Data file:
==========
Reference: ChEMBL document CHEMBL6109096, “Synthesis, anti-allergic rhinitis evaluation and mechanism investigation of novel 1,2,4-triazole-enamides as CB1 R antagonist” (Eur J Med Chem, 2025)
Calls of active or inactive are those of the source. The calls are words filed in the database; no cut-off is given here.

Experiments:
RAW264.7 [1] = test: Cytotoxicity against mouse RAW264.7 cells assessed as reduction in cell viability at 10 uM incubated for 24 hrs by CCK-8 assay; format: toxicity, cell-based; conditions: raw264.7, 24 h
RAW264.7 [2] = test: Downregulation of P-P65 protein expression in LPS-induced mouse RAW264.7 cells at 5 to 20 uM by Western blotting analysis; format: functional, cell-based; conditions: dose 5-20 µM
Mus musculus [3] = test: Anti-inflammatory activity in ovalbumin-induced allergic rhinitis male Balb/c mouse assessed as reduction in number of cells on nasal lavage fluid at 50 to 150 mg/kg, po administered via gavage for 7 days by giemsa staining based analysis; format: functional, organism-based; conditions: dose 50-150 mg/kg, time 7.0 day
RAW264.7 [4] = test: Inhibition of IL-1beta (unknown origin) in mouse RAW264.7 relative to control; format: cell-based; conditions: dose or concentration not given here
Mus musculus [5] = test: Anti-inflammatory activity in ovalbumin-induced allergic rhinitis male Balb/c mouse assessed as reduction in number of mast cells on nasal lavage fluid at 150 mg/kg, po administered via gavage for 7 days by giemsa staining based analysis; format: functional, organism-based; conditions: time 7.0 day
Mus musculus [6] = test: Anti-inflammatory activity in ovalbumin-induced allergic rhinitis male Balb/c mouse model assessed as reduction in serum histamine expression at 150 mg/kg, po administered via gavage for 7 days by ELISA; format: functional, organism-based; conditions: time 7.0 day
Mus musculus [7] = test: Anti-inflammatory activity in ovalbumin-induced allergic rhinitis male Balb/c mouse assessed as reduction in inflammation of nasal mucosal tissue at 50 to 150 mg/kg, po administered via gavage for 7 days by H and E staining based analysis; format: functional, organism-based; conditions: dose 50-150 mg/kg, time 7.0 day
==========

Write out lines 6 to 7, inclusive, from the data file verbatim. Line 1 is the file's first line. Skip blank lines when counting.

Mus musculus [3] = test: Anti-inflammatory activity in ovalbumin-induced allergic rhinitis male Balb/c mouse assessed as reduction in number of cells on nasal lavage fluid at 50 to 150 mg/kg, po administered via gavage for 7 days by giemsa staining based analysis; format: functional, organism-based; conditions: dose 50-150 mg/kg, time 7.0 day
RAW264.7 [4] = test: Inhibition of IL-1beta (unknown origin) in mouse RAW264.7 relative to control; format: cell-based; conditions: dose or concentration not given here